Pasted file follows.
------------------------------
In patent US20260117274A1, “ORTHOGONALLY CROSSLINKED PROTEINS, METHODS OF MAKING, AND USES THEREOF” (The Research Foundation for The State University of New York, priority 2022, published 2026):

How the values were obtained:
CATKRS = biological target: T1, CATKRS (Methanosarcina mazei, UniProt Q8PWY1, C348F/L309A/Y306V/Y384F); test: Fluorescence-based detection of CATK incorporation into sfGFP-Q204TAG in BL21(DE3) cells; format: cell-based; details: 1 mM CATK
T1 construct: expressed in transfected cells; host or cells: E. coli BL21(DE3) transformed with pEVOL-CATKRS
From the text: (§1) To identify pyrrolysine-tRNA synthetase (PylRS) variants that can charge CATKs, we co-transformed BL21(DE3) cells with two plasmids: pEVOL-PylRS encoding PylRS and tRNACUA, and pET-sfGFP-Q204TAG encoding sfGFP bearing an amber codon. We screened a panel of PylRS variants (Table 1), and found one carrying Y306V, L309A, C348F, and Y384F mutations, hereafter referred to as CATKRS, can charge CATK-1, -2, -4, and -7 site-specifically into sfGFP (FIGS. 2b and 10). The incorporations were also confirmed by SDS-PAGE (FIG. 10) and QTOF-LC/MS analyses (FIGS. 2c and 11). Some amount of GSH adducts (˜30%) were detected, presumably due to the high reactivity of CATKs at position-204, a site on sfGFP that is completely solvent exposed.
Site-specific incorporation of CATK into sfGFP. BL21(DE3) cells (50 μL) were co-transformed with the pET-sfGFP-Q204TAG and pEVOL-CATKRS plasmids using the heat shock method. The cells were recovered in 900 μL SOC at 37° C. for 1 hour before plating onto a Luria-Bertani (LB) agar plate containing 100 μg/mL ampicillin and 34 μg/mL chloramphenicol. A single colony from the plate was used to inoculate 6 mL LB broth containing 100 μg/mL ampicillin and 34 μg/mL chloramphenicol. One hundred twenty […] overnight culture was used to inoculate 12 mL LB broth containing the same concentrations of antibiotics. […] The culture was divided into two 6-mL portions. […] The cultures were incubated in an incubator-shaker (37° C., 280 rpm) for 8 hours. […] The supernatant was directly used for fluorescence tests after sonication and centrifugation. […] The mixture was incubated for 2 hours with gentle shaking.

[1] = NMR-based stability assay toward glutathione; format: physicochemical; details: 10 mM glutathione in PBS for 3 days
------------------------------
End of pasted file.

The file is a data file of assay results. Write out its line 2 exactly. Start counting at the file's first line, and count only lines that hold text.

How the values were obtained: